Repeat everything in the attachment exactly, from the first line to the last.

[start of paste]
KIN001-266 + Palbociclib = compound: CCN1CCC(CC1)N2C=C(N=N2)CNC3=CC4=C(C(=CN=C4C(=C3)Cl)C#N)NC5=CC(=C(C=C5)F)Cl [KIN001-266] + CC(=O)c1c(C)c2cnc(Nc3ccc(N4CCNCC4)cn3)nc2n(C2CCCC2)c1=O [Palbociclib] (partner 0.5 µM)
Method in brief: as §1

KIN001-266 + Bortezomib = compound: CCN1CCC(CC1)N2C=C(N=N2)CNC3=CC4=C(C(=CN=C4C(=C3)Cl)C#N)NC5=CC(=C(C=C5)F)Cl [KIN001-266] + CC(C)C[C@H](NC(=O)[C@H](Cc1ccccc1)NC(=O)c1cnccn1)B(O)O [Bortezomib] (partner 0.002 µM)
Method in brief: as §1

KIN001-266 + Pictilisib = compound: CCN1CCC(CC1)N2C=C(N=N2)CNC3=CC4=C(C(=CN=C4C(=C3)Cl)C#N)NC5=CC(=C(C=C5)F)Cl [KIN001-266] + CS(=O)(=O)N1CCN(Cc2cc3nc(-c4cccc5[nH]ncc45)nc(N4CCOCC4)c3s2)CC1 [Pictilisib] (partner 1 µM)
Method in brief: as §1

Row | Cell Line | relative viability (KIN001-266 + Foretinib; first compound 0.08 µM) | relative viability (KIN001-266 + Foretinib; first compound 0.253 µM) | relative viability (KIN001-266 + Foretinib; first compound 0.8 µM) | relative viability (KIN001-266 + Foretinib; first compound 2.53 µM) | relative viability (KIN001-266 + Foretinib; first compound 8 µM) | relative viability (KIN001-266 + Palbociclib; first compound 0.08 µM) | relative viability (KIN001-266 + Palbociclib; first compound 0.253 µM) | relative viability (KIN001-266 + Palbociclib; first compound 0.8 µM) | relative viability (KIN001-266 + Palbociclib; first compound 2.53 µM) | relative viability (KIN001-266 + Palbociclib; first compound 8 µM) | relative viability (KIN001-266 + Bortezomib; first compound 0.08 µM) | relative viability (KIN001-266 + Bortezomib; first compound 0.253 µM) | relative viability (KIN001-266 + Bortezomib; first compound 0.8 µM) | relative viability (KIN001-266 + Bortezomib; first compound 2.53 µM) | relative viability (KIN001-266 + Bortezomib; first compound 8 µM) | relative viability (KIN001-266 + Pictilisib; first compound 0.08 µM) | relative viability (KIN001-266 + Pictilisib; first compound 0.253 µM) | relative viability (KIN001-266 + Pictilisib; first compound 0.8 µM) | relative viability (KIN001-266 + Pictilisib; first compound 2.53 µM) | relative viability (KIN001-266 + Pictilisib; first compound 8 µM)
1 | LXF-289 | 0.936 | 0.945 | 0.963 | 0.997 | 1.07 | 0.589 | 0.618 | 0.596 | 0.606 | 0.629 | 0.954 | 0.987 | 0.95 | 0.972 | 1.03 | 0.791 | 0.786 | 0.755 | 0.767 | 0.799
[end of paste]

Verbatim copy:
KIN001-266 + Palbociclib = compound: CCN1CCC(CC1)N2C=C(N=N2)CNC3=CC4=C(C(=CN=C4C(=C3)Cl)C#N)NC5=CC(=C(C=C5)F)Cl [KIN001-266] + CC(=O)c1c(C)c2cnc(Nc3ccc(N4CCNCC4)cn3)nc2n(C2CCCC2)c1=O [Palbociclib] (partner 0.5 µM)
Method in brief: as §1

KIN001-266 + Bortezomib = compound: CCN1CCC(CC1)N2C=C(N=N2)CNC3=CC4=C(C(=CN=C4C(=C3)Cl)C#N)NC5=CC(=C(C=C5)F)Cl [KIN001-266] + CC(C)C[C@H](NC(=O)[C@H](Cc1ccccc1)NC(=O)c1cnccn1)B(O)O [Bortezomib] (partner 0.002 µM)
Method in brief: as §1

KIN001-266 + Pictilisib = compound: CCN1CCC(CC1)N2C=C(N=N2)CNC3=CC4=C(C(=CN=C4C(=C3)Cl)C#N)NC5=CC(=C(C=C5)F)Cl [KIN001-266] + CS(=O)(=O)N1CCN(Cc2cc3nc(-c4cccc5[nH]ncc45)nc(N4CCOCC4)c3s2)CC1 [Pictilisib] (partner 1 µM)
Method in brief: as §1

Row | Cell Line | relative viability (KIN001-266 + Foretinib; first compound 0.08 µM) | relative viability (KIN001-266 + Foretinib; first compound 0.253 µM) | relative viability (KIN001-266 + Foretinib; first compound 0.8 µM) | relative viability (KIN001-266 + Foretinib; first compound 2.53 µM) | relative viability (KIN001-266 + Foretinib; first compound 8 µM) | relative viability (KIN001-266 + Palbociclib; first compound 0.08 µM) | relative viability (KIN001-266 + Palbociclib; first compound 0.253 µM) | relative viability (KIN001-266 + Palbociclib; first compound 0.8 µM) | relative viability (KIN001-266 + Palbociclib; first compound 2.53 µM) | relative viability (KIN001-266 + Palbociclib; first compound 8 µM) | relative viability (KIN001-266 + Bortezomib; first compound 0.08 µM) | relative viability (KIN001-266 + Bortezomib; first compound 0.253 µM) | relative viability (KIN001-266 + Bortezomib; first compound 0.8 µM) | relative viability (KIN001-266 + Bortezomib; first compound 2.53 µM) | relative viability (KIN001-266 + Bortezomib; first compound 8 µM) | relative viability (KIN001-266 + Pictilisib; first compound 0.08 µM) | relative viability (KIN001-266 + Pictilisib; first compound 0.253 µM) | relative viability (KIN001-266 + Pictilisib; first compound 0.8 µM) | relative viability (KIN001-266 + Pictilisib; first compound 2.53 µM) | relative viability (KIN001-266 + Pictilisib; first compound 8 µM)
1 | LXF-289 | 0.936 | 0.945 | 0.963 | 0.997 | 1.07 | 0.589 | 0.618 | 0.596 | 0.606 | 0.629 | 0.954 | 0.987 | 0.95 | 0.972 | 1.03 | 0.791 | 0.786 | 0.755 | 0.767 | 0.799